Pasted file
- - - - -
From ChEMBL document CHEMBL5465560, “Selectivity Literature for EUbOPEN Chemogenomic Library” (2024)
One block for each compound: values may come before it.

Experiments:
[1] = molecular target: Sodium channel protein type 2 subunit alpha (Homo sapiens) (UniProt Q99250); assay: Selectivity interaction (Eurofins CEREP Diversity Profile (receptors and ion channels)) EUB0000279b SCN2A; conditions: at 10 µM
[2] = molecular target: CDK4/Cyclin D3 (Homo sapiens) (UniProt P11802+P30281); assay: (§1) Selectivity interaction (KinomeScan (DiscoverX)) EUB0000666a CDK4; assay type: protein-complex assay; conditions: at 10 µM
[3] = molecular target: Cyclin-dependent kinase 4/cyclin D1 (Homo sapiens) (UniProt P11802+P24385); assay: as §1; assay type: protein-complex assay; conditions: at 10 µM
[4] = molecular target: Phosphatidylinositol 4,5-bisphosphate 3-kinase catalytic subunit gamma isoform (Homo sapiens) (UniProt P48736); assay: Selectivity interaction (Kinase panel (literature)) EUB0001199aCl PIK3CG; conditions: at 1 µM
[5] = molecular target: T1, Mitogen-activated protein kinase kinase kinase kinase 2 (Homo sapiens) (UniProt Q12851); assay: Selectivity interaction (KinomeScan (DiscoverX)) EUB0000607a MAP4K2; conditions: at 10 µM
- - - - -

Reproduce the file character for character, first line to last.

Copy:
From ChEMBL document CHEMBL5465560, “Selectivity Literature for EUbOPEN Chemogenomic Library” (2024)
One block for each compound: values may come before it.

Experiments:
[1] = molecular target: Sodium channel protein type 2 subunit alpha (Homo sapiens) (UniProt Q99250); assay: Selectivity interaction (Eurofins CEREP Diversity Profile (receptors and ion channels)) EUB0000279b SCN2A; conditions: at 10 µM
[2] = molecular target: CDK4/Cyclin D3 (Homo sapiens) (UniProt P11802+P30281); assay: (§1) Selectivity interaction (KinomeScan (DiscoverX)) EUB0000666a CDK4; assay type: protein-complex assay; conditions: at 10 µM
[3] = molecular target: Cyclin-dependent kinase 4/cyclin D1 (Homo sapiens) (UniProt P11802+P24385); assay: as §1; assay type: protein-complex assay; conditions: at 10 µM
[4] = molecular target: Phosphatidylinositol 4,5-bisphosphate 3-kinase catalytic subunit gamma isoform (Homo sapiens) (UniProt P48736); assay: Selectivity interaction (Kinase panel (literature)) EUB0001199aCl PIK3CG; conditions: at 1 µM
[5] = molecular target: T1, Mitogen-activated protein kinase kinase kinase kinase 2 (Homo sapiens) (UniProt Q12851); assay: Selectivity interaction (KinomeScan (DiscoverX)) EUB0000607a MAP4K2; conditions: at 10 µM